We’ve begun looking at the names of God and how his names help us understand him better. We’ve seen that God is called ‘The Father’, ‘The Son’ and ‘The Holy Spirit’ and unpacked what those names teach us. This week I want to look at the name ‘God’.


The English word ‘God’ is usually used to translate the Hebrew word ‘El’ and ‘Elohim’ in the Old Testament. In the New Testament, the Greek word ‘Theos’ is usually translated ‘God’.


But what do these words mean? Basically they are used for ‘gods’, that is, supernatural beings.


In the ‘Theological Wordbook of the Old Testament’, Harris et al comment that the Hebrew word ‘El’ is a very ancient term. It is also the most widely distributed name among Semitic-speaking peoples for a deity, occurring in some form in every Semitic language except Ethiopic. They also comment that suggestions for an original meaning of ‘power’ or ‘fear’ are widely challenged and much disputed.


Thus we see the same Hebrew word for ‘God’ is used in the Old Testament to refer to ‘gods’ of other nations as well ‘God’ himself. For example, in his giving of the ten commandments, God calls himself ‘elohim’ and then speaks about other ‘elohim’: ‘I am the LORD your God (elohim), who brought you out of Egypt, out of the land of slavery. You shall have no other gods (elohim) before me’ (Exodus 20:2-3).


Similarly, the Greek word ‘theos’ was used widely to refer to the many Greek gods without referring to one specific god. Thus the New Testament also uses the word ‘theos’ to refer to both God himself and also foreign gods. The English word ‘god’ is used in the same way. It may refer to the ‘God’ of Christianity, but also the ‘gods’ of Hinduism, Buddhism and whatever other false religions may arise.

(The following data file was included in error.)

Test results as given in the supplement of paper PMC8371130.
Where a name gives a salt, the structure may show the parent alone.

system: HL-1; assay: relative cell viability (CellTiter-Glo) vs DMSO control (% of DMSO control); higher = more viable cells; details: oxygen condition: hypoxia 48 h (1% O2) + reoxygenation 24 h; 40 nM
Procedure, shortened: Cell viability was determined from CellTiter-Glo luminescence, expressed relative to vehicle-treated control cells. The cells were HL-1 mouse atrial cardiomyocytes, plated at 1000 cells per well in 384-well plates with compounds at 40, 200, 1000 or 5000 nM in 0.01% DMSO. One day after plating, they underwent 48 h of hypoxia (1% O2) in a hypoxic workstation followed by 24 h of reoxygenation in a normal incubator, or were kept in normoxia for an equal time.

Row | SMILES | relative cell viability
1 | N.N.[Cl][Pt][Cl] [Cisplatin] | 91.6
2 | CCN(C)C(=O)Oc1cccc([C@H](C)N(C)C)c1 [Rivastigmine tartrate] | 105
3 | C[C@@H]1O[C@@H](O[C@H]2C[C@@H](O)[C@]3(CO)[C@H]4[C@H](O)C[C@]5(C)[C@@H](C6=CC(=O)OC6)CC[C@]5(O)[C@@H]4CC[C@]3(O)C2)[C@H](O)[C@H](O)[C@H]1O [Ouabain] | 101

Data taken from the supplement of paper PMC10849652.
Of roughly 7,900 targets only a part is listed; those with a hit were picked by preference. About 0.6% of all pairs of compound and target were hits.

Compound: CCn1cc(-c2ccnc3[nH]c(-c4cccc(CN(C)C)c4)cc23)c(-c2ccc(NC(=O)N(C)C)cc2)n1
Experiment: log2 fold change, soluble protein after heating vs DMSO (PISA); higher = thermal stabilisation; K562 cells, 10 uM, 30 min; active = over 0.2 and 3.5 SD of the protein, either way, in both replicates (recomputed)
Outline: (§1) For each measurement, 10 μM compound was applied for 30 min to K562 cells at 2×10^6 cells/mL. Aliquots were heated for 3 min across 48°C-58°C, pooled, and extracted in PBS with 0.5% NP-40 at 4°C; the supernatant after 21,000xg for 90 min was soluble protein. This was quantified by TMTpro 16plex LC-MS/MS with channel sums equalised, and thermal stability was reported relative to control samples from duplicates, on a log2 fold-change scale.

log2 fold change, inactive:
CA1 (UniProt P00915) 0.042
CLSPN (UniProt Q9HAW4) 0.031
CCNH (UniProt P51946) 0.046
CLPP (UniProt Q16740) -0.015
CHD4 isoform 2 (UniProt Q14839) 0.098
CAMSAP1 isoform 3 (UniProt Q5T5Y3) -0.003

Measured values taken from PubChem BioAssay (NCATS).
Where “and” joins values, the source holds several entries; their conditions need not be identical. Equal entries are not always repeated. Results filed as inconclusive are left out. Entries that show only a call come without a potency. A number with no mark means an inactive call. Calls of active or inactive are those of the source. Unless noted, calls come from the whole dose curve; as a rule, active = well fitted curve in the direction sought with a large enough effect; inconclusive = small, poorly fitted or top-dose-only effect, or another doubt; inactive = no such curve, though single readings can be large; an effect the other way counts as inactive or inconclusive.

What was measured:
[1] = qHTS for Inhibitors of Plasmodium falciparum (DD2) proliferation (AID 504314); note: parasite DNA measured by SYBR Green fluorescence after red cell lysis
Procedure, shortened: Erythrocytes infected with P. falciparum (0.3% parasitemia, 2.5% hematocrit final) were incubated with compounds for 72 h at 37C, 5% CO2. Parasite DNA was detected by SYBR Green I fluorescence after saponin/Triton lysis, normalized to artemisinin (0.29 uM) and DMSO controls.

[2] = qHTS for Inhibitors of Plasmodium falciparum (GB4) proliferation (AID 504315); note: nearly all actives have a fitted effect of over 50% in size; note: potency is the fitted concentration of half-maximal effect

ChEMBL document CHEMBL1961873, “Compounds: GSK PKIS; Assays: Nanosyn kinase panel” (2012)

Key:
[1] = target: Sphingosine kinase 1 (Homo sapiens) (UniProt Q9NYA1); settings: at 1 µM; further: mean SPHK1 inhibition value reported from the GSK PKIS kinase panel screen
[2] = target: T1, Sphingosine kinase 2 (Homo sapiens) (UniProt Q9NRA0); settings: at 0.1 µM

Thus when the Bible uses the common words for gods, one of the main things we learn is that our God does indeed claim to be a transcendent being, similar to the claims of the gods of false religions. God is not a man like us nor any other created being, he is a supernatural being.


Yet, the Bible is careful to point out that in reality there is only one ‘God’; that is, only one supernatural being.


It was reported of Paul that he taught in Ephesus that ‘man-made gods are no gods at all’ (Acts 19:26).


And Paul did say in his letter to the church in Corinth: ‘We know that an idol is nothing at all in the world and that there is no God but one. For even if there are so-called gods, whether in heaven or on earth (as indeed there are many “gods” and many “lords”),  yet for us there is but one God, the Father, from whom all things came and for whom we live; and there is but one Lord, Jesus Christ, through whom all things came and through whom we live’ (1 Corinthians 8:4-6).


So although there are many claims of different ‘gods’ in this world, there really is only one God – the God of Christianity revealed in Jesus Christ. And he alone is worthy of our trust and worship.


Do you worship the only God?

Joel Radford